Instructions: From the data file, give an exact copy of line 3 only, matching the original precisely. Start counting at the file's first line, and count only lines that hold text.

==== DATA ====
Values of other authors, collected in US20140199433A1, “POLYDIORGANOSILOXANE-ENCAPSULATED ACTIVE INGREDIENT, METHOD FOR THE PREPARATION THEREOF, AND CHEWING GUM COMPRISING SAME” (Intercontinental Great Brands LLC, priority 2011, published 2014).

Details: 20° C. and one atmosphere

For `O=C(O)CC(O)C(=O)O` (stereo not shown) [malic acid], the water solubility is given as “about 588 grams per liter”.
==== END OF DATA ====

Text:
For `O=C(O)CC(O)C(=O)O` (stereo not shown) [malic acid], the water solubility is given as “about 588 grams per liter”.